THOSE clever communication consultants who, for a handsome fee, will train one how to do TV and radio interviews, say that one should pick only one point to get across to the audience.
Well, perhaps two at the most. Otherwise, the message gets confused. So the complications are evident when one is dealing with several simultaneous arguments, some of which appear to contradict each other.
The Fiscal Advisory Council ran slap into this problem last week, with its second report on budgetary matters, and ended up being widely misunderstood. Something as grand as the FAC cannot boil things down to one or two points, but things become really difficult if the points appear to clash.
The two I have in mind are both important ones. The first is how stringent should be the effort to restore balance to the public finances? This effort is generally known as "austerity", which is fair enough if one is talking about the effects, and it is a handy word to use.
It is quite different to describe austerity as a policy; as if reducing incomes and living standards was the object of the exercise. This confusion of mind between purpose and effect leads to one of the most popular current phrases -- "you cannot tax your way out of recession".
That is almost certainly true, although there are those who say one can cut one's way out of recession. In any event, even if it is accepted that cutting deficits does not of itself cure recession, it does not automatically follow that not cutting them will do so.
The FAC is among those who say it will not. At the risk of over-simplifying things (almost inevitable with FAC reports) its view can be expressed as saying that the country cannot begin to get out of recession until borrowing has been brought down to sustainable levels.
If that is correct, then the best thing is to do it as quickly as possible. That means more austerity, but recovery can come sooner. It is perfectly possible to disagree with this -- on the grounds that the initial economic damage is too great -- but it is not fair to portray it as a belief that austerity is a cure for recession.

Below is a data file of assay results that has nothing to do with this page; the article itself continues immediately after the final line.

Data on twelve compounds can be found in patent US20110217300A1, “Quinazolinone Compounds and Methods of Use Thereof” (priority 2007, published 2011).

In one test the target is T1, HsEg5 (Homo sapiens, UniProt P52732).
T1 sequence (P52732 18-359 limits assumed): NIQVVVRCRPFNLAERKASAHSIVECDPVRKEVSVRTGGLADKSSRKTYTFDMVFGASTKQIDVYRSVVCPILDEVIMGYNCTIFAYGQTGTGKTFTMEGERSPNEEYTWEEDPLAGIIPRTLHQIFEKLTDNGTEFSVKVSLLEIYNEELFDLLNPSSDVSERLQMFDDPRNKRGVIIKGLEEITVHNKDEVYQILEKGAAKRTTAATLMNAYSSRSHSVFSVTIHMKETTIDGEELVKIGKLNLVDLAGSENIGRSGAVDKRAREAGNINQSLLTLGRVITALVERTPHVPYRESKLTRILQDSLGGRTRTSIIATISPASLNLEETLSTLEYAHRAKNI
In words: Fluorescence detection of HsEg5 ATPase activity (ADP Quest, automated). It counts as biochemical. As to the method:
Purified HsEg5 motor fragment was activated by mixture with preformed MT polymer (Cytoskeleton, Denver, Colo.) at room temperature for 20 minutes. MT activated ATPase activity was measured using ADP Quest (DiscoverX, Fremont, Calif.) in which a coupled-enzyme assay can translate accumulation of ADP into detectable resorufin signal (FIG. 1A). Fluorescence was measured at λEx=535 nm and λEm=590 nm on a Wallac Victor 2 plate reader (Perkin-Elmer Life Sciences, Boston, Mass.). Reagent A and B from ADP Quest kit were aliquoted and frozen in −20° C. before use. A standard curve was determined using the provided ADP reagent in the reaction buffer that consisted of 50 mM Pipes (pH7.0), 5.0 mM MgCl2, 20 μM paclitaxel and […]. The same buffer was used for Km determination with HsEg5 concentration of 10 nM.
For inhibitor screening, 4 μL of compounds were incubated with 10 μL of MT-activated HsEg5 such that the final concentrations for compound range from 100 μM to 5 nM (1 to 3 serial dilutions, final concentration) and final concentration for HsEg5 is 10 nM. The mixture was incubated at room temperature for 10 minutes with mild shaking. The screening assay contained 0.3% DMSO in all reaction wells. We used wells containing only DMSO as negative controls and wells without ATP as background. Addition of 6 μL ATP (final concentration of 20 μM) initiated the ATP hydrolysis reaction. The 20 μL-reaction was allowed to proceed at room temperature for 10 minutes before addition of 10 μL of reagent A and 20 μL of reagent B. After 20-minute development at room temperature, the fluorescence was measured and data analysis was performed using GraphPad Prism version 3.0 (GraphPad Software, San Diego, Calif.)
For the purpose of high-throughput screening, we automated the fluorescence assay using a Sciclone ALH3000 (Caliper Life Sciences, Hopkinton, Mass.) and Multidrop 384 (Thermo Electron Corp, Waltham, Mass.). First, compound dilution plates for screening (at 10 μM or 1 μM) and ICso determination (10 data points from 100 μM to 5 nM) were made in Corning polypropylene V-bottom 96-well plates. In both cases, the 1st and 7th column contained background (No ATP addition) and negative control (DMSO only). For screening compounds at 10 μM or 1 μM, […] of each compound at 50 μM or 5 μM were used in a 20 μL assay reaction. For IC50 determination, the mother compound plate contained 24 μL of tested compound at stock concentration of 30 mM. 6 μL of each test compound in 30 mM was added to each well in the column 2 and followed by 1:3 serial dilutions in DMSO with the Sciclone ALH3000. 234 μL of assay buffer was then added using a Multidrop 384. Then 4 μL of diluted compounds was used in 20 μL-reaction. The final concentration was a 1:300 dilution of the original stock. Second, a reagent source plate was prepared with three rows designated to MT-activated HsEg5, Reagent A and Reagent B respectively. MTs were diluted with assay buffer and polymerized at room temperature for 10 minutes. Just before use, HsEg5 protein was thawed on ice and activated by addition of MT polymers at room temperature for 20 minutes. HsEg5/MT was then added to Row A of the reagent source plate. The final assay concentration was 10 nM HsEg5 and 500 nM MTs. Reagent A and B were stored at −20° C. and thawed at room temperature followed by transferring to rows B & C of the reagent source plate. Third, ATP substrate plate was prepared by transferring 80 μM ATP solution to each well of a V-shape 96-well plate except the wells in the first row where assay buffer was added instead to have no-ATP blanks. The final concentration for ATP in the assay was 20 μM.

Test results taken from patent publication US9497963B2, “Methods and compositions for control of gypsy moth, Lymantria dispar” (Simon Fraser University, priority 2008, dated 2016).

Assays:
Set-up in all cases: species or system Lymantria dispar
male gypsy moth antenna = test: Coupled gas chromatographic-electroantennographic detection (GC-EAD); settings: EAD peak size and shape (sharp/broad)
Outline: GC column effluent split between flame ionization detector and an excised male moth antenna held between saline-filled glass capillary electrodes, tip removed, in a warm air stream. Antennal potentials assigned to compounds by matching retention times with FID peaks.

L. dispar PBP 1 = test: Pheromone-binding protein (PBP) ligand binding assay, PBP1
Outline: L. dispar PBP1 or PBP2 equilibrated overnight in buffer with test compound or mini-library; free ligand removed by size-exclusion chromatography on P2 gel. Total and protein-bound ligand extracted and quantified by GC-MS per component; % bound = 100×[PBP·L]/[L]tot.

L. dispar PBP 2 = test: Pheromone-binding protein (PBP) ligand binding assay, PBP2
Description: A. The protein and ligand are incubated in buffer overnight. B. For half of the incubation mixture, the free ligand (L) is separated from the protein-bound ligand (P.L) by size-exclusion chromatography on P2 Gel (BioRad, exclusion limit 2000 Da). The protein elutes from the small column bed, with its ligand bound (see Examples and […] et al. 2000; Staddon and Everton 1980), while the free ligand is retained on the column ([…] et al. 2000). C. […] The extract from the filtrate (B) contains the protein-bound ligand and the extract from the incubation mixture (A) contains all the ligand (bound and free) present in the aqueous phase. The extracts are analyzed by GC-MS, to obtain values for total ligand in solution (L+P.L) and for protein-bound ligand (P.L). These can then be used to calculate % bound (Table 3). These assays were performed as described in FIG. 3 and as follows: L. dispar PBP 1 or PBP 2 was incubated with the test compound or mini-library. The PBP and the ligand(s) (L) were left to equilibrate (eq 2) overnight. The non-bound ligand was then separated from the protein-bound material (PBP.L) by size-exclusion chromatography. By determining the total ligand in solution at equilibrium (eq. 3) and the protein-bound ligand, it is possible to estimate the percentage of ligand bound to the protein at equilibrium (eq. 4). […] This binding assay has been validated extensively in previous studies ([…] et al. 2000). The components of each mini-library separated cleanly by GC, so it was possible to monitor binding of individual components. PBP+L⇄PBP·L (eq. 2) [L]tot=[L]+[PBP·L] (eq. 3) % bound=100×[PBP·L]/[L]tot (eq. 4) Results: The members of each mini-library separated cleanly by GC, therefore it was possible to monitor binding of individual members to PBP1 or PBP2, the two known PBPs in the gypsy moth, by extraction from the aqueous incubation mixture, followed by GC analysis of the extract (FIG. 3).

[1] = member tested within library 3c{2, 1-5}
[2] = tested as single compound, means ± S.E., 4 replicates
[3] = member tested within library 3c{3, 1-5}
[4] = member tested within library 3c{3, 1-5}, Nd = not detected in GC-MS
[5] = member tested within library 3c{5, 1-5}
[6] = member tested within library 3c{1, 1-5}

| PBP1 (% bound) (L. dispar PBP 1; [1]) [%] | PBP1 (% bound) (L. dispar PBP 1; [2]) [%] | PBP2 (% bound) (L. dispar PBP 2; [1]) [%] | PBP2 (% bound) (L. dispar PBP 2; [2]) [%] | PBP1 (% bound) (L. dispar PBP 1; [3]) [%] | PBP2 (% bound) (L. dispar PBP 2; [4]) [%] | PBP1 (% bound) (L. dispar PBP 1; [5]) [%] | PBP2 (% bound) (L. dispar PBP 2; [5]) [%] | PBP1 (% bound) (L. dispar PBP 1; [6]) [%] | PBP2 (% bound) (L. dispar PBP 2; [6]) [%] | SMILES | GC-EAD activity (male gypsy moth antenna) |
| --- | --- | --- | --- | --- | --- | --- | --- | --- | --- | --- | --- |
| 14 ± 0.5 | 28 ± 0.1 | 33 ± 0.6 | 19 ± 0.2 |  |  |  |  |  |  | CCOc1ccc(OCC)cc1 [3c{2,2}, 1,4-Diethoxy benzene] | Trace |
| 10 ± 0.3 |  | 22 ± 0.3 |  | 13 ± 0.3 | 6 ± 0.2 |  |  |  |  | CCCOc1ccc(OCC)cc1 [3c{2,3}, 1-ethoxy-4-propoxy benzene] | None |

It may also be unfair to say that the 28 economists who signed an article in another newspaper last week were arguing that you can borrow your way out of recession -- although it read a bit like it at times.
There is certainly a lot of borrowing in their suggestions, which were very close to the trade union policy of a major investment programme, funded outside the Exchequer balance sheet by spending the rest of the national pension fund and any cash the Government has lying around, borrowing by state companies, and direct loans to investors from the European Investment Bank.
They were not so clear about what should be done with the Exchequer deficit while this investment was going on. There is less talk now about taking longer than 2015 to put the public services back in balance, so perhaps the idea is that the present programme should continue as is.
It would be helpful if they were more specific about this but a case can be made that, if such an investment programme was embarked upon, the correction process should actually be speeded up.